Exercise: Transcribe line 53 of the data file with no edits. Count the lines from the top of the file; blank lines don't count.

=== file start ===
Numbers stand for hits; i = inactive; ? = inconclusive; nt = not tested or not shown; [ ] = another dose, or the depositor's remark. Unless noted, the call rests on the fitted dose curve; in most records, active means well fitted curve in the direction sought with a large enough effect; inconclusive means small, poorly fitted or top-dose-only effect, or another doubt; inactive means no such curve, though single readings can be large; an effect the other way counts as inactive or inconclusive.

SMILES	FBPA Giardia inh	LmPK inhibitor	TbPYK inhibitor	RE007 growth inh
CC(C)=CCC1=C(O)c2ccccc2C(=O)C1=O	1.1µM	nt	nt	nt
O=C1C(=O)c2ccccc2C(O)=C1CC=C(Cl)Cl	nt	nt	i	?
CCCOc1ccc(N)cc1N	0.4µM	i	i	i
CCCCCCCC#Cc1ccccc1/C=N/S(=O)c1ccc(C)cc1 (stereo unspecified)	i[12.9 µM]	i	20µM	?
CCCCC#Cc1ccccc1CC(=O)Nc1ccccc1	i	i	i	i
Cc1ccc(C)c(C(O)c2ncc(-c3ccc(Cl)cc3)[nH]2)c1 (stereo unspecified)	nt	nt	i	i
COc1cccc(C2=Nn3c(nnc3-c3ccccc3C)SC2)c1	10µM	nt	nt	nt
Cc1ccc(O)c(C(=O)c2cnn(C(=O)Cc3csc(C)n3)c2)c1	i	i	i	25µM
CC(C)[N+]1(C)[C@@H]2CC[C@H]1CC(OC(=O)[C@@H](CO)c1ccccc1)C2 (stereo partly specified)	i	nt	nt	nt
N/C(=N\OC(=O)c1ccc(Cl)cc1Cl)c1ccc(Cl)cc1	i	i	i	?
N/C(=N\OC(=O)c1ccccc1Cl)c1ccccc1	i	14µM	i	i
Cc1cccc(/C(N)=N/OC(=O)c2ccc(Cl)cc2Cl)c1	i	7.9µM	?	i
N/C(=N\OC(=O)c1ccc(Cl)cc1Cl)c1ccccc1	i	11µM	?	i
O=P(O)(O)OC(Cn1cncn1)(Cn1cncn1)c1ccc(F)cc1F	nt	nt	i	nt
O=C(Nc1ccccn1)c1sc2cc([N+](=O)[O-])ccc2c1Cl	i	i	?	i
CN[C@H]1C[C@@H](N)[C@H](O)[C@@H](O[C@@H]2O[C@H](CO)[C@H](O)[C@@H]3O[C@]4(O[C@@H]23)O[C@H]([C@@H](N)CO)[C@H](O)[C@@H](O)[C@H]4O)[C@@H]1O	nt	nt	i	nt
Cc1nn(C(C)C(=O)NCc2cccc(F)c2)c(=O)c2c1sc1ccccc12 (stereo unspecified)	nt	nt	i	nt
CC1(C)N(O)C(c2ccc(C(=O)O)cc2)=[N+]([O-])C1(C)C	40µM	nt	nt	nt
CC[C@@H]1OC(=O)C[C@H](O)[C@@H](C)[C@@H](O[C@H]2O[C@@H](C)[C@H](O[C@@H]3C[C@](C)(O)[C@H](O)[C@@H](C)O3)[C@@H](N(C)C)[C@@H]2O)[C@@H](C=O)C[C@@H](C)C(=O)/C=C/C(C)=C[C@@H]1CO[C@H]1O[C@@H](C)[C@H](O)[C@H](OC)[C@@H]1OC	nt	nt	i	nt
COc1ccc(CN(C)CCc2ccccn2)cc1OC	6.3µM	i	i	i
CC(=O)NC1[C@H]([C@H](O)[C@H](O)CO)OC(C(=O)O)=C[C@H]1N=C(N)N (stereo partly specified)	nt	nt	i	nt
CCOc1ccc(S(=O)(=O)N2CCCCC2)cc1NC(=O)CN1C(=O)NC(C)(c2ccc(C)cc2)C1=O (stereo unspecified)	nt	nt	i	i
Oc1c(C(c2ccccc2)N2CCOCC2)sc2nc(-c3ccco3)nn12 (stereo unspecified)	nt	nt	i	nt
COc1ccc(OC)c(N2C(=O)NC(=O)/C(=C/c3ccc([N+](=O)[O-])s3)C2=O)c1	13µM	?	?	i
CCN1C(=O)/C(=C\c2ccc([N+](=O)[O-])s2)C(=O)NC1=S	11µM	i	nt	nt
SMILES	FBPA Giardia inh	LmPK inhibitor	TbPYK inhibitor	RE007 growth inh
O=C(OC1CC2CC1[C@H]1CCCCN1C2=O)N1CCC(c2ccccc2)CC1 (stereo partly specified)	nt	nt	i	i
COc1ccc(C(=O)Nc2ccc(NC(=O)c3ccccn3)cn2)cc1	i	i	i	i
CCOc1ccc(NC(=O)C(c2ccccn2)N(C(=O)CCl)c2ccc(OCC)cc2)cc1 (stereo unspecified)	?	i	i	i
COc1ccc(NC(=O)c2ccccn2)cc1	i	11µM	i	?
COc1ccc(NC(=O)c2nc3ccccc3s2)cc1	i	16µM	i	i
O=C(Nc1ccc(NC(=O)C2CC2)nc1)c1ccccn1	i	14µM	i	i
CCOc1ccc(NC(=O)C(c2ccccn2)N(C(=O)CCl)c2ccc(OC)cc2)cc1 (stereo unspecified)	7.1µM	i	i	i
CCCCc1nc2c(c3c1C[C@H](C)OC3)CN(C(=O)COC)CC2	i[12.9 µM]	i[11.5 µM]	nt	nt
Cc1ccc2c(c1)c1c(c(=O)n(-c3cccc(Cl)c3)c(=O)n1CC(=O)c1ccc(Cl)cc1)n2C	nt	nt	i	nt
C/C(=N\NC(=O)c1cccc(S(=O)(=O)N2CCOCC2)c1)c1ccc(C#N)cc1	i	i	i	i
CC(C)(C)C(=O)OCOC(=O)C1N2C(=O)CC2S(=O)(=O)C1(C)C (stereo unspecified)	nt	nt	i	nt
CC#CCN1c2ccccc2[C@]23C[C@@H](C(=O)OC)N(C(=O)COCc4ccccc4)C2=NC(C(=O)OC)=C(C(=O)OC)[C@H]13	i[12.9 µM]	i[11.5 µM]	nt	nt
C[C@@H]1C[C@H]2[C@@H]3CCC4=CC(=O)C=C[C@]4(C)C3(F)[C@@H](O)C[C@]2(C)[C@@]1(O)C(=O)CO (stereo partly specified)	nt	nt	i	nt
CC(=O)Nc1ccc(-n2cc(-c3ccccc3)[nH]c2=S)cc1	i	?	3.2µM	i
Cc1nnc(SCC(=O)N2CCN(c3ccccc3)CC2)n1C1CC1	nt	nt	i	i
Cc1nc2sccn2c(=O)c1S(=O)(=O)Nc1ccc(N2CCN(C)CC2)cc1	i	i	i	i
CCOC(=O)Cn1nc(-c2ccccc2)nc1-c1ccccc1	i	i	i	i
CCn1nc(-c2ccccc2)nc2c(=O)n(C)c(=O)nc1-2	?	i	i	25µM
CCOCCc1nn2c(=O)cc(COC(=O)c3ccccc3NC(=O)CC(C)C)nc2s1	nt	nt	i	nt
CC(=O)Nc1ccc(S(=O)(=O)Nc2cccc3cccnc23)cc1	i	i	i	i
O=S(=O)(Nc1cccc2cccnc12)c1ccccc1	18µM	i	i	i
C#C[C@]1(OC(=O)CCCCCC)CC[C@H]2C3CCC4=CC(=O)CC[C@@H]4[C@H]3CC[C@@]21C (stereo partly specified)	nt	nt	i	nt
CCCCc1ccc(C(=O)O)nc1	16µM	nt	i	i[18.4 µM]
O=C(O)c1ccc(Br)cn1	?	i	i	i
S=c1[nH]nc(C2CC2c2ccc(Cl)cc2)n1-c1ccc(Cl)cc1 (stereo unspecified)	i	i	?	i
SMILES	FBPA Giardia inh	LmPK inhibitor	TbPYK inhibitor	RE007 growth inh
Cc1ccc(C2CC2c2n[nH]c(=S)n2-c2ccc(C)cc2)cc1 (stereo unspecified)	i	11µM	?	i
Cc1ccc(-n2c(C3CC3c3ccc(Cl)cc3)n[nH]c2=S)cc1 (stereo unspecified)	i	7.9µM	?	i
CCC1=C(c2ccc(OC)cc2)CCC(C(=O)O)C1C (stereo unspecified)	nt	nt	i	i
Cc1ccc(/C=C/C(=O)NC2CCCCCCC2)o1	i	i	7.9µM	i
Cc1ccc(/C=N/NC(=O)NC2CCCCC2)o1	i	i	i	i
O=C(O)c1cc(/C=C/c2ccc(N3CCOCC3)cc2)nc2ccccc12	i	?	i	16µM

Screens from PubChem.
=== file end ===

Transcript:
S=c1[nH]nc(C2CC2c2ccc(Cl)cc2)n1-c1ccc(Cl)cc1 (stereo unspecified)	i	i	?	i